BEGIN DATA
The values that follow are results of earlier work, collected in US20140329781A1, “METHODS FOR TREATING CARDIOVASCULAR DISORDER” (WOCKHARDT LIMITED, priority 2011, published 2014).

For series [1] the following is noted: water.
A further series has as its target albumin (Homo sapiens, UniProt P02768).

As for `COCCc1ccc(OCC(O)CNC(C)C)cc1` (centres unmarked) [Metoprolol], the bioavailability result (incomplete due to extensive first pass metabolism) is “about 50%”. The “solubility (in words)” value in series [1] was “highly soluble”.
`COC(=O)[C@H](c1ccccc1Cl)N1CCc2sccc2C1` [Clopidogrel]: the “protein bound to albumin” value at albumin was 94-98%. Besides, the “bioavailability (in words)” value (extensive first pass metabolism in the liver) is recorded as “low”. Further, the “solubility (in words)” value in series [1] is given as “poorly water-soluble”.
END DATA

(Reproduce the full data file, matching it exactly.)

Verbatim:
The values that follow are results of earlier work, collected in US20140329781A1, “METHODS FOR TREATING CARDIOVASCULAR DISORDER” (WOCKHARDT LIMITED, priority 2011, published 2014).

For series [1] the following is noted: water.
A further series has as its target albumin (Homo sapiens, UniProt P02768).

As for `COCCc1ccc(OCC(O)CNC(C)C)cc1` (centres unmarked) [Metoprolol], the bioavailability result (incomplete due to extensive first pass metabolism) is “about 50%”. The “solubility (in words)” value in series [1] was “highly soluble”.
`COC(=O)[C@H](c1ccccc1Cl)N1CCc2sccc2C1` [Clopidogrel]: the “protein bound to albumin” value at albumin was 94-98%. Besides, the “bioavailability (in words)” value (extensive first pass metabolism in the liver) is recorded as “low”. Further, the “solubility (in words)” value in series [1] is given as “poorly water-soluble”.